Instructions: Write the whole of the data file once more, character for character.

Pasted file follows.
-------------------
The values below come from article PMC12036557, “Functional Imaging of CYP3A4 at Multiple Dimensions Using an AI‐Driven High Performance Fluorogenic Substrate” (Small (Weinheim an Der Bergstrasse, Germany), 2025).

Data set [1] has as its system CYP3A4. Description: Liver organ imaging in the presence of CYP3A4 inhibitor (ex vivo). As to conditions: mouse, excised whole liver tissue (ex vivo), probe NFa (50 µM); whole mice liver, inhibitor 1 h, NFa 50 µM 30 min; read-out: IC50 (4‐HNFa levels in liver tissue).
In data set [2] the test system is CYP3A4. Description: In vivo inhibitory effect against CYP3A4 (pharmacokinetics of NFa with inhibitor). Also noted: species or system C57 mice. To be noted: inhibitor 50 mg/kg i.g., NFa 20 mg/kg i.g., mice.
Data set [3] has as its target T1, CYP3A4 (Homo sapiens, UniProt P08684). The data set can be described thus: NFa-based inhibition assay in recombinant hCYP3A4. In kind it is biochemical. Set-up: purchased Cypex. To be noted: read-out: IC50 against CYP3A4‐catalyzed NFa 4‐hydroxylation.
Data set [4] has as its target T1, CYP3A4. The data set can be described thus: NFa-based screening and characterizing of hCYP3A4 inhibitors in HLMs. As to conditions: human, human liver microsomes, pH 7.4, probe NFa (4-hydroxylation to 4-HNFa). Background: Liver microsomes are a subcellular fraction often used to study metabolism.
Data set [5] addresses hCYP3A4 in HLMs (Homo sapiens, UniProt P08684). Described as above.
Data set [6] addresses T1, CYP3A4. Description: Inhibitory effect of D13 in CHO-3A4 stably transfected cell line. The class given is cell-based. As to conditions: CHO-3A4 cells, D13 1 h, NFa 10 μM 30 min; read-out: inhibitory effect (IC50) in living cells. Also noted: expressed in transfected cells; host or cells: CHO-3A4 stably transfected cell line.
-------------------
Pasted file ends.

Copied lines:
The values below come from article PMC12036557, “Functional Imaging of CYP3A4 at Multiple Dimensions Using an AI‐Driven High Performance Fluorogenic Substrate” (Small (Weinheim an Der Bergstrasse, Germany), 2025).

Data set [1] has as its system CYP3A4. Description: Liver organ imaging in the presence of CYP3A4 inhibitor (ex vivo). As to conditions: mouse, excised whole liver tissue (ex vivo), probe NFa (50 µM); whole mice liver, inhibitor 1 h, NFa 50 µM 30 min; read-out: IC50 (4‐HNFa levels in liver tissue).
In data set [2] the test system is CYP3A4. Description: In vivo inhibitory effect against CYP3A4 (pharmacokinetics of NFa with inhibitor). Also noted: species or system C57 mice. To be noted: inhibitor 50 mg/kg i.g., NFa 20 mg/kg i.g., mice.
Data set [3] has as its target T1, CYP3A4 (Homo sapiens, UniProt P08684). The data set can be described thus: NFa-based inhibition assay in recombinant hCYP3A4. In kind it is biochemical. Set-up: purchased Cypex. To be noted: read-out: IC50 against CYP3A4‐catalyzed NFa 4‐hydroxylation.
Data set [4] has as its target T1, CYP3A4. The data set can be described thus: NFa-based screening and characterizing of hCYP3A4 inhibitors in HLMs. As to conditions: human, human liver microsomes, pH 7.4, probe NFa (4-hydroxylation to 4-HNFa). Background: Liver microsomes are a subcellular fraction often used to study metabolism.
Data set [5] addresses hCYP3A4 in HLMs (Homo sapiens, UniProt P08684). Described as above.
Data set [6] addresses T1, CYP3A4. Description: Inhibitory effect of D13 in CHO-3A4 stably transfected cell line. The class given is cell-based. As to conditions: CHO-3A4 cells, D13 1 h, NFa 10 μM 30 min; read-out: inhibitory effect (IC50) in living cells. Also noted: expressed in transfected cells; host or cells: CHO-3A4 stably transfected cell line.